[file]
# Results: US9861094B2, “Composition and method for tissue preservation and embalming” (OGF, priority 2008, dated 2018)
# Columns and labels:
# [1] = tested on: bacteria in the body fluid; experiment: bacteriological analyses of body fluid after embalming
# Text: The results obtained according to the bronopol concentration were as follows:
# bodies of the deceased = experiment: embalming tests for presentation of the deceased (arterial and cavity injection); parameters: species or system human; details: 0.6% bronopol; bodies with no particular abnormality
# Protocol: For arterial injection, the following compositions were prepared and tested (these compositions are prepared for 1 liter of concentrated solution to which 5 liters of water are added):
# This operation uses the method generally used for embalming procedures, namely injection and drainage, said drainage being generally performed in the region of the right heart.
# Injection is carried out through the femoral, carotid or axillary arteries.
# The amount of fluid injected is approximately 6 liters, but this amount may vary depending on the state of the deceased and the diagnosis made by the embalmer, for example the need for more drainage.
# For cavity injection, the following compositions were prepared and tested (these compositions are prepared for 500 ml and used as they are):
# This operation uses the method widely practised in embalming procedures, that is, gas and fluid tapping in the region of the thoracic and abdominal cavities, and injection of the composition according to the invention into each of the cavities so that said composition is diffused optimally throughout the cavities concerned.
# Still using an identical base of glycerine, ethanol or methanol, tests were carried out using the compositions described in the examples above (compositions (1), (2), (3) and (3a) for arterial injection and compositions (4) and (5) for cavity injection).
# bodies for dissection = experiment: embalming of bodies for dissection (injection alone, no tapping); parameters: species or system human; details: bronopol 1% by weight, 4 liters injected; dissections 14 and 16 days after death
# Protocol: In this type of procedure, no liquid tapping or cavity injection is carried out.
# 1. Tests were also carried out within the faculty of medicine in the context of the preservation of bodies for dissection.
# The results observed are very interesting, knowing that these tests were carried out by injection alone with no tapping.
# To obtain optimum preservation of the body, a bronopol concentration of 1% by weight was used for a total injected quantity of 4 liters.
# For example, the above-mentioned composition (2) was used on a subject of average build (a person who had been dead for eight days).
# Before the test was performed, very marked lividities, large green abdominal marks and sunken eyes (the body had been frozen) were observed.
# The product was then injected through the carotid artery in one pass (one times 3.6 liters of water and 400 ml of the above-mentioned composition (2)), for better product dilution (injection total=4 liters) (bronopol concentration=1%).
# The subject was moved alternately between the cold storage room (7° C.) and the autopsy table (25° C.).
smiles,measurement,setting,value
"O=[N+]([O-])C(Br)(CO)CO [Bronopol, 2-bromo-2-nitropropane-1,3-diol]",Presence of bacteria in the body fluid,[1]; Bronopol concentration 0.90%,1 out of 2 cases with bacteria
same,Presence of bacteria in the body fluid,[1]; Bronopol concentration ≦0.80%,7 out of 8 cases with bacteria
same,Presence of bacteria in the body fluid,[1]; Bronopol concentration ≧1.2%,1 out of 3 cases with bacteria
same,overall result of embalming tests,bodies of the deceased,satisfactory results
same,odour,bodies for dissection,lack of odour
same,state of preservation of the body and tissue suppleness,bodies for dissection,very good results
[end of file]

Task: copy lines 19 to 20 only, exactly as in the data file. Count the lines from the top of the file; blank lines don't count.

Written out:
# Before the test was performed, very marked lividities, large green abdominal marks and sunken eyes (the body had been frozen) were observed.
# The product was then injected through the carotid artery in one pass (one times 3.6 liters of water and 400 ml of the above-mentioned composition (2)), for better product dilution (injection total=4 liters) (bronopol concentration=1%).